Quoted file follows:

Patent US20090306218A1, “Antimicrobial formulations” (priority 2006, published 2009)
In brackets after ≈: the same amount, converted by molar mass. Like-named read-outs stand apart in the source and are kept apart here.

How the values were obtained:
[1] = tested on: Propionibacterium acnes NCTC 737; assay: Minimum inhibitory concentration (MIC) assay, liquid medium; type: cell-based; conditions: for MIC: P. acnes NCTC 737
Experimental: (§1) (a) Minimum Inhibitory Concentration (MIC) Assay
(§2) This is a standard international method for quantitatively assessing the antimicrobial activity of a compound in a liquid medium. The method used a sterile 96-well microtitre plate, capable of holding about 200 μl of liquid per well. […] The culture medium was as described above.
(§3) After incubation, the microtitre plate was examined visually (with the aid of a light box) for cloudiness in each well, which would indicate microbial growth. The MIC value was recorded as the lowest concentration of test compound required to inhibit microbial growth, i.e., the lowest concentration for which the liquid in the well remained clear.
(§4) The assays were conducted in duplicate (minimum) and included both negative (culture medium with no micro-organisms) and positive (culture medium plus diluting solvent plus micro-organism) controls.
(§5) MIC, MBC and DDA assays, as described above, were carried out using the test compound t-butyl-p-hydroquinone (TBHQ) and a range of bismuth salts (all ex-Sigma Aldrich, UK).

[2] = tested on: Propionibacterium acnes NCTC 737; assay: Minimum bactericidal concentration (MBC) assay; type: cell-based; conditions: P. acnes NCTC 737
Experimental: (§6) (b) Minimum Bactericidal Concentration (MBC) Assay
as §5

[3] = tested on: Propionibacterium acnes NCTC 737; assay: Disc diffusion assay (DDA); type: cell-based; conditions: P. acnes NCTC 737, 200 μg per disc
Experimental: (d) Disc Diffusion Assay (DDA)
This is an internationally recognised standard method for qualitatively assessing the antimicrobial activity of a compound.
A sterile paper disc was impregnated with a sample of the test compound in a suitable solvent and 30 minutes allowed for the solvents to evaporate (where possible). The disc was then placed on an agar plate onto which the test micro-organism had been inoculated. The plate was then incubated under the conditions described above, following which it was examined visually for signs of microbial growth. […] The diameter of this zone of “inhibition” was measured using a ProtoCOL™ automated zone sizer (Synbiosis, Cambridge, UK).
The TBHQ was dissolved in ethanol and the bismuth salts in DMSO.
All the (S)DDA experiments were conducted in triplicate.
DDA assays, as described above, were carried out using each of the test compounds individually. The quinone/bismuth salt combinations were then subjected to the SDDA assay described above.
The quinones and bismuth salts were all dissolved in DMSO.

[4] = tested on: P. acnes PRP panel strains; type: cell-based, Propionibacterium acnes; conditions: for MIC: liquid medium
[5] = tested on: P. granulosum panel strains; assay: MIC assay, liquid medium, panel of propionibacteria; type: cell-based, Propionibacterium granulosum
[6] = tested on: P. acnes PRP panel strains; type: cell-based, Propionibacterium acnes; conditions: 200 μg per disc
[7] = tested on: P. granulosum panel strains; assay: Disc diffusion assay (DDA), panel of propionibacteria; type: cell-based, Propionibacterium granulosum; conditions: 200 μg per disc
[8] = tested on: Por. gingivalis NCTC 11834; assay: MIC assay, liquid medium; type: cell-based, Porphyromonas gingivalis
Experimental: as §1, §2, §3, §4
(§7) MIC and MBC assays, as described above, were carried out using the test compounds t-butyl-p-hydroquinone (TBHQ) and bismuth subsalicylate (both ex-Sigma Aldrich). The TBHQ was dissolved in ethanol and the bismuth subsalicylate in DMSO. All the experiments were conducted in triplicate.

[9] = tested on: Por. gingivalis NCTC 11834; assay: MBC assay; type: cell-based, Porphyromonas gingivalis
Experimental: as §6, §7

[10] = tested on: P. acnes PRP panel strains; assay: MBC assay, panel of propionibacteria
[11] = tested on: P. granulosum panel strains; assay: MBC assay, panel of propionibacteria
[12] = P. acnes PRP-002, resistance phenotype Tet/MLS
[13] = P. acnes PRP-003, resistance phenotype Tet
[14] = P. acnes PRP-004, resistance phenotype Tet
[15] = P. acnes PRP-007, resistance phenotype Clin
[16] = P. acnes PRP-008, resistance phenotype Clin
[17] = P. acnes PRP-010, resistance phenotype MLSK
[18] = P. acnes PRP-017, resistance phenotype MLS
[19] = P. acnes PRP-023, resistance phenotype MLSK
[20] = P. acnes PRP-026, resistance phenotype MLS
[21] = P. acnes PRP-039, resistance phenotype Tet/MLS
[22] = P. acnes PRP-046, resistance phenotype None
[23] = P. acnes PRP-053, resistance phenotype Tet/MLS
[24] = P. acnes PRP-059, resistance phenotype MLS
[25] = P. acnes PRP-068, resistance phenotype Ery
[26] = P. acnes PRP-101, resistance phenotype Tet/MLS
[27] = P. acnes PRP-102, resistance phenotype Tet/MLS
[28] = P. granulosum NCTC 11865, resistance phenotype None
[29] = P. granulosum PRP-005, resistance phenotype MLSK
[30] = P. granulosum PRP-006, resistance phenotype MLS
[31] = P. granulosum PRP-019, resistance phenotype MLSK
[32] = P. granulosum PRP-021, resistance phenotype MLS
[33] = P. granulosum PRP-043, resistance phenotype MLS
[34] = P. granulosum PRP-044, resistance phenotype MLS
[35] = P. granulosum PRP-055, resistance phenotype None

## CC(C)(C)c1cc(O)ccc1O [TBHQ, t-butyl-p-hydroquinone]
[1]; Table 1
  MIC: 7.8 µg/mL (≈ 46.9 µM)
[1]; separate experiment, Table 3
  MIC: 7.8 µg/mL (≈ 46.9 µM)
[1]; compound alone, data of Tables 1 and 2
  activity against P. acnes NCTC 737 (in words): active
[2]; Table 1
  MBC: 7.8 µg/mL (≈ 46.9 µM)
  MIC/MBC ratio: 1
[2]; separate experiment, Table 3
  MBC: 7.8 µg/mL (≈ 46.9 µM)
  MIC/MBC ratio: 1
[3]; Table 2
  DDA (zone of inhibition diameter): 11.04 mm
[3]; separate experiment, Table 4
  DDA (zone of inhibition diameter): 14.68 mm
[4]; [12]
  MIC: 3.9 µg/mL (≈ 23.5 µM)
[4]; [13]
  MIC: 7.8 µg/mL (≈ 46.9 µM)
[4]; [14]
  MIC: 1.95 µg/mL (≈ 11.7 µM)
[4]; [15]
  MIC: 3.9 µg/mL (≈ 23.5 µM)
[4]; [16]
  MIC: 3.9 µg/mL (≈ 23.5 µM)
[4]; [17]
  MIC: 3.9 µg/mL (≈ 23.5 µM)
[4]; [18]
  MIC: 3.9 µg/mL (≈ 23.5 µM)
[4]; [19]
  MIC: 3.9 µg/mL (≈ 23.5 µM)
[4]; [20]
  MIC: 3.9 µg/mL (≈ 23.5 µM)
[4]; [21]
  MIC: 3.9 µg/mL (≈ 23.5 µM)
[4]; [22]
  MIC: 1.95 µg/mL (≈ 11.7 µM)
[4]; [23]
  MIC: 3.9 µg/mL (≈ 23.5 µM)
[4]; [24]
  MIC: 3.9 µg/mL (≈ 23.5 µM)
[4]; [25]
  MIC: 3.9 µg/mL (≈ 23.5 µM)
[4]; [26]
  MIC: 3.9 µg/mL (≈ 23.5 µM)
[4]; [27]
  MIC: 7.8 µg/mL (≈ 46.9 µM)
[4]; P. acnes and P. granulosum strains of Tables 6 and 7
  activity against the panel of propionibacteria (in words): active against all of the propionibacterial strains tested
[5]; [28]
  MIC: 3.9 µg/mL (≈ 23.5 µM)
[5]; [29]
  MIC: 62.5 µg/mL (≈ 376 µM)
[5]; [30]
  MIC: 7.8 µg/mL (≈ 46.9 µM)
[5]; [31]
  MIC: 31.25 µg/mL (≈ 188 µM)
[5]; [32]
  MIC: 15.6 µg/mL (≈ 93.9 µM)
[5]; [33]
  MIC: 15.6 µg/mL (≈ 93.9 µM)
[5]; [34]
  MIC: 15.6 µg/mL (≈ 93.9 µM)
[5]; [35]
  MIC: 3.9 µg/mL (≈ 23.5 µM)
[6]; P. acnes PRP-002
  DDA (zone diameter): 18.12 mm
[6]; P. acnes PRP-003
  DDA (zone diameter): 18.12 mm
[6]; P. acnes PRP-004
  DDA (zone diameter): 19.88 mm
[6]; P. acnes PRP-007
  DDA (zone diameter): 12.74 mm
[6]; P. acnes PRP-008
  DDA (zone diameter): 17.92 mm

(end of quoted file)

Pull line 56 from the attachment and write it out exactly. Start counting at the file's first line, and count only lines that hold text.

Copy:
## CC(C)(C)c1cc(O)ccc1O [TBHQ, t-butyl-p-hydroquinone]